SC upholds validity of Tamil Nadu law allowing bull-taming sport ‘Jallikattu’

 The Supreme Court on Thursday upheld the validity of amendment Acts of Tamil Nadu, Maharashtra and Karnataka which allowed bull-taming sport “Jallikattu”, bullock-cart races and buffalo racing sport “Kambala” respectively.

A five-judge Constitution bench headed by Justice K M Joseph, which delivered a unanimous verdict, dealt with five questions referred to it by a two-judge bench of the apex court in 2018.

“Jallikattu”, also known “eruthazhuvuthal”, is a bull-taming sport played in Tamil Nadu as part of the Pongal harvest festival.

The “Kambala” race, held in the state of Karnataka between November and March, involves a pair of buffaloes tied to a plough and anchored by one person. They are made to run in parallel muddy tracks in a competition in which the fastest team wins.

“Our decision on the Tamil Nadu Amendment Act would also guide the Maharashtra and Karnataka Amendment Acts and we find all the three amendment Acts to be valid legislations,” said the bench, also comprising justices Ajay Rastogi, Aniruddha Bose, Hrishikesh Roy and C T Ravikumar.

The bench delivered its verdict on a batch of pleas which had challenged the Tamil Nadu, Maharashtra and Karnataka amendment laws allowing “Jallikattu”, bullock-cart races and “Kambala”.

Reading out the operative portion of the judgement, Justice Bose said that law contained in these Acts, rules and notifications shall be strictly enforced by the authorities.

“In particular, we direct that the district magistrates/competent authorities shall be responsible for ensuring strict compliance of the law as amendment along with rules/notifications,” the bench said.

“The Tamil Nadu Amendment Act is not a piece of colourable legislation. It relates in pith and substance to Entry 17 of List III of Seventh schedule to the Constitution of India,” the apex court said, adding, it minimises cruelty to animals in the concerned sports.

The bench said “Jallikattu” is a type of bovine sports and it is satisfied on the basis of materials disclosed before the court that it is going on in Tamil Nadu for at least last few centuries.

“But whether this has become integral part of Tamil culture or not requires religious, cultural and social analysis in greater detail, which in our opinion is an exercise that can’t be undertaken by the judiciary,” it said.

“The question as to whether the Tamil Nadu Amendment Act is to preserve the cultural heritage of a particular state is a debatable issue which has to be concluded in the house of the people,” the bench said.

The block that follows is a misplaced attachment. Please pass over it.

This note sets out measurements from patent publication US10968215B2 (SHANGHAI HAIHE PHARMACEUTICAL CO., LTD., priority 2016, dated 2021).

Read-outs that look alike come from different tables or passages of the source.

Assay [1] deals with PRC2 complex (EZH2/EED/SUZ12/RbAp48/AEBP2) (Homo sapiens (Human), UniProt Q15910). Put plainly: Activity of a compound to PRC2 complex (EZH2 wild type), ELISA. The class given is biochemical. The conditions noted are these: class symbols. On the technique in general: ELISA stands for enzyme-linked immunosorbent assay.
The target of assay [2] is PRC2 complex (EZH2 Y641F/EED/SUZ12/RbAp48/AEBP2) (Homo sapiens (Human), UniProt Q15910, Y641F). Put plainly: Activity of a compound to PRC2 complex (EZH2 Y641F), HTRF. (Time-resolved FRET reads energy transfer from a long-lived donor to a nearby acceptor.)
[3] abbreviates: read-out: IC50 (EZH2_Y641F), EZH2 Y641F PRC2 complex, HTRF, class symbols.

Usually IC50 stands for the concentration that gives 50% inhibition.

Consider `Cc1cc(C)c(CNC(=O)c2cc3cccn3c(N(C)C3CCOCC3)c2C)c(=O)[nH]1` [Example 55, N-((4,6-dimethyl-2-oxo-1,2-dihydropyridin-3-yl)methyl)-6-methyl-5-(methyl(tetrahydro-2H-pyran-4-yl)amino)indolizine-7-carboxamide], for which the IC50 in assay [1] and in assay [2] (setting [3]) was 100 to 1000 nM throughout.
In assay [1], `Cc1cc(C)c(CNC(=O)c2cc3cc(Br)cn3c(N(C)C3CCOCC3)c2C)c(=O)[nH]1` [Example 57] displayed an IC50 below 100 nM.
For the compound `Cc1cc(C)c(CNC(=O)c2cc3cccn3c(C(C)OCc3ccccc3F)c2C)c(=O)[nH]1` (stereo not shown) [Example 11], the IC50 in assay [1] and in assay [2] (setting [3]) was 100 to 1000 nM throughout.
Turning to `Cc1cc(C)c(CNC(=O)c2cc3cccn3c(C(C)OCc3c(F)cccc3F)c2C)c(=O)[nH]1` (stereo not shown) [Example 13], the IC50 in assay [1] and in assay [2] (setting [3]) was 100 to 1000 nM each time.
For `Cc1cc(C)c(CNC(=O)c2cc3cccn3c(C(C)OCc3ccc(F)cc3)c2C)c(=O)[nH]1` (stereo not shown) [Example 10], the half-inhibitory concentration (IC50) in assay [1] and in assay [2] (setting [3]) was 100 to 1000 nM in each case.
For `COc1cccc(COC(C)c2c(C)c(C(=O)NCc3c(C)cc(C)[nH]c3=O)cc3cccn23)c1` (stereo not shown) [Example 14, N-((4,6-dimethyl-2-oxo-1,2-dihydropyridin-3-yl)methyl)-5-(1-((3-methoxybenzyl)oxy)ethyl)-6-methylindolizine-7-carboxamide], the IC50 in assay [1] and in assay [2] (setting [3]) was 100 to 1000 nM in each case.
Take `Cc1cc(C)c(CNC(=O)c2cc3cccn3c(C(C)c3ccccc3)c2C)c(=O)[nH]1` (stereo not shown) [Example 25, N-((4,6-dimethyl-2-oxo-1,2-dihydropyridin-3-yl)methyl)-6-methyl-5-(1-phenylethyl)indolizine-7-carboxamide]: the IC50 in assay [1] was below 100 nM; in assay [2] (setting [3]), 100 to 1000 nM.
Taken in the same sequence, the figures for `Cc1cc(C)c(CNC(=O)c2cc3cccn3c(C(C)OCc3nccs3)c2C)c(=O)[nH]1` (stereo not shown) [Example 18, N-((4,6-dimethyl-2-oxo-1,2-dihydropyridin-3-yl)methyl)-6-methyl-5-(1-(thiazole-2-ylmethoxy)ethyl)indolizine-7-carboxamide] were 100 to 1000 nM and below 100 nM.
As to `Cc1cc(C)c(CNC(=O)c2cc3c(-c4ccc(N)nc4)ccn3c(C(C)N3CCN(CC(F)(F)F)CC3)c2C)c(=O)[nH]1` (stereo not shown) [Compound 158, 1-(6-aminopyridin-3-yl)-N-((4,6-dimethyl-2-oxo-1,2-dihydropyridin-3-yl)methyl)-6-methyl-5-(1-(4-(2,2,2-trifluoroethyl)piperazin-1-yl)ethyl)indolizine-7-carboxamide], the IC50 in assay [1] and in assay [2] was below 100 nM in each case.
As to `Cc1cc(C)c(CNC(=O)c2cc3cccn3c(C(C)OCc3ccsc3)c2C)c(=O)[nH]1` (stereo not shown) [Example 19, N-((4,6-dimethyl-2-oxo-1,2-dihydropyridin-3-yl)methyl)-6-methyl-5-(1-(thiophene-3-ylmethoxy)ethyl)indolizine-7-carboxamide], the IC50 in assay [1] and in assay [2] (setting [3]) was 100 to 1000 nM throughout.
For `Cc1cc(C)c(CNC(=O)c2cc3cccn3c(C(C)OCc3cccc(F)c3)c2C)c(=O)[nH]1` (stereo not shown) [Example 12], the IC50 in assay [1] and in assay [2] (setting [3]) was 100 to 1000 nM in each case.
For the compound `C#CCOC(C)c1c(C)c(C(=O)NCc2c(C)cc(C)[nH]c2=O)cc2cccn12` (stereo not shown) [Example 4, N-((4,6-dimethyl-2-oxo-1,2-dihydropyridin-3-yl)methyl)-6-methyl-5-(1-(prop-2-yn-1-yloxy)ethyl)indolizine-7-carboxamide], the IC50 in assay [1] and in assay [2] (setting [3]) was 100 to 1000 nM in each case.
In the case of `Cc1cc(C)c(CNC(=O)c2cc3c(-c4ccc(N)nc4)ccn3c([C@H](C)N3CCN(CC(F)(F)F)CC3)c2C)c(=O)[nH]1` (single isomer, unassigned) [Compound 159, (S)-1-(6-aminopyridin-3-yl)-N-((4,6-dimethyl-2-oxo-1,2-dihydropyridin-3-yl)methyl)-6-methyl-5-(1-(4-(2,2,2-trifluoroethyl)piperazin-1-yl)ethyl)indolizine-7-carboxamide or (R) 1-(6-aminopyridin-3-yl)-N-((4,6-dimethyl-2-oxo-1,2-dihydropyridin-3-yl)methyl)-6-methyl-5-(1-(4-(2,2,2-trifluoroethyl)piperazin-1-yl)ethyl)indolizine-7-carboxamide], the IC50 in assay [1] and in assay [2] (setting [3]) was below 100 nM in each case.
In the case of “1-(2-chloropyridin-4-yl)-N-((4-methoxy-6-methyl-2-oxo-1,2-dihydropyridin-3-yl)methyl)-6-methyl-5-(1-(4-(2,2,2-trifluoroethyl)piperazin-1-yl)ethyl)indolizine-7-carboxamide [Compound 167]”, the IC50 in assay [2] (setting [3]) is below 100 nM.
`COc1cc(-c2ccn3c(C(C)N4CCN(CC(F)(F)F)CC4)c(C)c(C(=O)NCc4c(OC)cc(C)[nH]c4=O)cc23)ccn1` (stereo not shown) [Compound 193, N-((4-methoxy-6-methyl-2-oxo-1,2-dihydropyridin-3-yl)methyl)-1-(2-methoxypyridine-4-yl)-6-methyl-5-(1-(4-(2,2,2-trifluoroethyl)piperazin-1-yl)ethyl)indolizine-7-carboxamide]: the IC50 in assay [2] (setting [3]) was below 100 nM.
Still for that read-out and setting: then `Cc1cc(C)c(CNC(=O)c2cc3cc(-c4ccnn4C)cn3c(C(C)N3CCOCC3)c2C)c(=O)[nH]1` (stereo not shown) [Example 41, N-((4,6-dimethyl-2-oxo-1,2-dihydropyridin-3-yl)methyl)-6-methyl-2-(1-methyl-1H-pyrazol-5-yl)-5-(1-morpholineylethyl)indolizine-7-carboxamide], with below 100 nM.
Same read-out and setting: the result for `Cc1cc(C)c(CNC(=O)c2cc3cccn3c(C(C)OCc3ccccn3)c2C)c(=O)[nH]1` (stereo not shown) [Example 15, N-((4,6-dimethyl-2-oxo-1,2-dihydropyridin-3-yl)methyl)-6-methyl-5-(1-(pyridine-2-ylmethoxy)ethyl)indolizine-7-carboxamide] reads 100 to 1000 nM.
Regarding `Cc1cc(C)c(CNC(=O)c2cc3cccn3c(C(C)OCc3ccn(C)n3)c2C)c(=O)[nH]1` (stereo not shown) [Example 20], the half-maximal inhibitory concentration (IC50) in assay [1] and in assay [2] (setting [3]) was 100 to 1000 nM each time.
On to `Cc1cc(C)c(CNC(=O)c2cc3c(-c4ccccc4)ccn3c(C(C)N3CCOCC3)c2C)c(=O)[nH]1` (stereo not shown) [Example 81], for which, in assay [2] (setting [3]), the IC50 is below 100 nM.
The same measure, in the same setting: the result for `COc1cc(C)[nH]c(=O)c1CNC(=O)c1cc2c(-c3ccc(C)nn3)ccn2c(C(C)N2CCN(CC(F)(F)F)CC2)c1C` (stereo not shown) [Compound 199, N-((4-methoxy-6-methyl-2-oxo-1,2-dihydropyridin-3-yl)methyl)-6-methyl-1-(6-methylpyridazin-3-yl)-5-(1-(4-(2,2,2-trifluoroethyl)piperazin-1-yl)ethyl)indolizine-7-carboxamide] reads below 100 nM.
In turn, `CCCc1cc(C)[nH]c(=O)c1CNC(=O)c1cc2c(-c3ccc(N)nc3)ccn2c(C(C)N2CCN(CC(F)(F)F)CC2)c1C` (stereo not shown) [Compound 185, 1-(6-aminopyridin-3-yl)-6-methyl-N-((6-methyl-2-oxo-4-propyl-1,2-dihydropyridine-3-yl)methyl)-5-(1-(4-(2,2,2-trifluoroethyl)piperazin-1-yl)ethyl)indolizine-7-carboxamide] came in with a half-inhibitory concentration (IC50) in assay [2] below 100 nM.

It observed this ought not to be a part of judicial inquiry and particularly, having regard to the activity in question and the materials in the form of texts cited before the court by both the petitioners and the respondents, this question cannot be conclusively determined in the writ proceedings.

“Since legislative exercise has already been undertaken and ‘Jallikattu’ has been found to be part of cultural heritage of Tamil Nadu, we would not disturb this view of the legislature,” it said.

The bench said the amendment Act read with the rules seek to substantially minimise the pain and suffering and continue with the traditional sport.

“The Amendment having received Presidential assent, we don’t think there is any flaw in the state action,” it said.

The Constitution bench, which had reserved its verdict in the matter on December 8 last year, was considering the five questions referred to it by the two-judge bench in 2018.

Referring the issue to the five-judge bench in February 2018, the apex court had said the petitions challenging the Prevention of Cruelty to Animals (Tamil Nadu Amendment) Act, 2017 need to be decided by a larger bench since those involve substantial questions relating to the interpretation of the Constitution.

Framing the questions for the larger bench, the top court had said it needs to be tested if the amendment Act “perpetuates cruelty to animals” and “can it, therefore, be said to be a measure of prevention of cruelty to animals”.

It had said, “Is it colourable legislation which does not relate to any entry in the State List or Entry 17 of the Concurrent List?”

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“The Tamil Nadu Amendment Act states that it is to preserve the cultural heritage of the State of Tamil Nadu. Can the impugned Tamil Nadu Amendment Act be stated to be part of the cultural heritage of the people of the State of Tamil Nadu so as to receive the protection of Article 29 of the Constitution of India?,” reads one of the questions framed by the two-judge bench.

Tamil Nadu had amended the central law — the Prevention of Cruelty to Animals Act, 1960 — and allowed “Jallikattu” in the southern state. The state law was challenged in the apex court.

During the hearing before the Constitution bench, the counsel appearing for some of the petitioners had argued that “Jallikattu” leads to injuries and even fatalities of animals as well as humans and something that involves cruelty cannot be allowed.

In its written submissions filed earlier in the apex court, the Tamil Nadu government had said “Jallikattu” is a religious and cultural festival that bears a “religious significance” to the people of the state and does not violate the provisions of the Prevention of Cruelty to Animals (PCA) Act, 1960.

The apex court had earlier dismissed the Tamil Nadu government’s plea seeking a review of its 2014 judgment banning the use of bulls for “Jallikattu” events in the state and bullock-cart races across the country.

The court had, in its 2014 judgment, said bulls cannot be used as performing animals either for “Jallikattu” events or bullock-cart races, and banned their use for these purposes across the country.

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